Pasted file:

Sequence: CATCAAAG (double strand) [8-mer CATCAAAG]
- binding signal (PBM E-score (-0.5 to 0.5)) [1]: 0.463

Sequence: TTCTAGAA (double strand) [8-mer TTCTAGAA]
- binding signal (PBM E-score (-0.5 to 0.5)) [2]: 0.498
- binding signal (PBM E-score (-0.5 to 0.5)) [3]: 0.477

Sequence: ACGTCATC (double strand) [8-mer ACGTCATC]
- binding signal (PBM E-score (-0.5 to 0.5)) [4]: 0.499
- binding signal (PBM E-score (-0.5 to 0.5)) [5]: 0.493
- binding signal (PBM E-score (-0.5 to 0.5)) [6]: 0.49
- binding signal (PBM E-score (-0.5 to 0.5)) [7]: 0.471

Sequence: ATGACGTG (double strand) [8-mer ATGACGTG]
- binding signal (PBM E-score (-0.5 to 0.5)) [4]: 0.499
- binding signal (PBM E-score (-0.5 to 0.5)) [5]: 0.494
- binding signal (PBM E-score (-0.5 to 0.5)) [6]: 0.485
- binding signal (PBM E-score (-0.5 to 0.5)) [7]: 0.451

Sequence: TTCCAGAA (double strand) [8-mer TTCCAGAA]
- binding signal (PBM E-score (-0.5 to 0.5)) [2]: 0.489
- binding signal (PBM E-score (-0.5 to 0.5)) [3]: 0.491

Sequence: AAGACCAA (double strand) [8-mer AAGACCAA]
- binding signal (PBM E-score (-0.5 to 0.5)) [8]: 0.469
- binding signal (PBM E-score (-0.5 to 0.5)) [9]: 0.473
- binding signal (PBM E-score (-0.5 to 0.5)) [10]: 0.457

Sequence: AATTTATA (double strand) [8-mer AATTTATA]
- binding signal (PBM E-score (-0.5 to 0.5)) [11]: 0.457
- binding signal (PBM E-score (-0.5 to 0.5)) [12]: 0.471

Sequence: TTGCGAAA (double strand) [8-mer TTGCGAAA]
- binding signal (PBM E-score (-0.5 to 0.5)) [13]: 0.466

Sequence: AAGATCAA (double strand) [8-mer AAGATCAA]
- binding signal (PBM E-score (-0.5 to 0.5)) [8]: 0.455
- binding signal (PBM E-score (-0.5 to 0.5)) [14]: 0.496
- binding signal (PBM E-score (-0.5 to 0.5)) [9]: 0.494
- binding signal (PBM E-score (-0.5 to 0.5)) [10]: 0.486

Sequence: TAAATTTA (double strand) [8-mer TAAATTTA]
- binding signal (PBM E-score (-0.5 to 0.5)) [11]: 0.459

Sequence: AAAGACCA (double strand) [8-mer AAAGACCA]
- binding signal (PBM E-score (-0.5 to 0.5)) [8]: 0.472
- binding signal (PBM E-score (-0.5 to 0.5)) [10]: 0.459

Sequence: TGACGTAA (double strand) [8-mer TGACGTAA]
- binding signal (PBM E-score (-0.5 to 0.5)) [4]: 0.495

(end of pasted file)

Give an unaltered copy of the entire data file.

Sequence: CATCAAAG (double strand) [8-mer CATCAAAG]
- binding signal (PBM E-score (-0.5 to 0.5)) [1]: 0.463

Sequence: TTCTAGAA (double strand) [8-mer TTCTAGAA]
- binding signal (PBM E-score (-0.5 to 0.5)) [2]: 0.498
- binding signal (PBM E-score (-0.5 to 0.5)) [3]: 0.477

Sequence: ACGTCATC (double strand) [8-mer ACGTCATC]
- binding signal (PBM E-score (-0.5 to 0.5)) [4]: 0.499
- binding signal (PBM E-score (-0.5 to 0.5)) [5]: 0.493
- binding signal (PBM E-score (-0.5 to 0.5)) [6]: 0.49
- binding signal (PBM E-score (-0.5 to 0.5)) [7]: 0.471

Sequence: ATGACGTG (double strand) [8-mer ATGACGTG]
- binding signal (PBM E-score (-0.5 to 0.5)) [4]: 0.499
- binding signal (PBM E-score (-0.5 to 0.5)) [5]: 0.494
- binding signal (PBM E-score (-0.5 to 0.5)) [6]: 0.485
- binding signal (PBM E-score (-0.5 to 0.5)) [7]: 0.451

Sequence: TTCCAGAA (double strand) [8-mer TTCCAGAA]
- binding signal (PBM E-score (-0.5 to 0.5)) [2]: 0.489
- binding signal (PBM E-score (-0.5 to 0.5)) [3]: 0.491

Sequence: AAGACCAA (double strand) [8-mer AAGACCAA]
- binding signal (PBM E-score (-0.5 to 0.5)) [8]: 0.469
- binding signal (PBM E-score (-0.5 to 0.5)) [9]: 0.473
- binding signal (PBM E-score (-0.5 to 0.5)) [10]: 0.457

Sequence: AATTTATA (double strand) [8-mer AATTTATA]
- binding signal (PBM E-score (-0.5 to 0.5)) [11]: 0.457
- binding signal (PBM E-score (-0.5 to 0.5)) [12]: 0.471

Sequence: TTGCGAAA (double strand) [8-mer TTGCGAAA]
- binding signal (PBM E-score (-0.5 to 0.5)) [13]: 0.466

Sequence: AAGATCAA (double strand) [8-mer AAGATCAA]
- binding signal (PBM E-score (-0.5 to 0.5)) [8]: 0.455
- binding signal (PBM E-score (-0.5 to 0.5)) [14]: 0.496
- binding signal (PBM E-score (-0.5 to 0.5)) [9]: 0.494
- binding signal (PBM E-score (-0.5 to 0.5)) [10]: 0.486

Sequence: TAAATTTA (double strand) [8-mer TAAATTTA]
- binding signal (PBM E-score (-0.5 to 0.5)) [11]: 0.459

Sequence: AAAGACCA (double strand) [8-mer AAAGACCA]
- binding signal (PBM E-score (-0.5 to 0.5)) [8]: 0.472
- binding signal (PBM E-score (-0.5 to 0.5)) [10]: 0.459

Sequence: TGACGTAA (double strand) [8-mer TGACGTAA]
- binding signal (PBM E-score (-0.5 to 0.5)) [4]: 0.495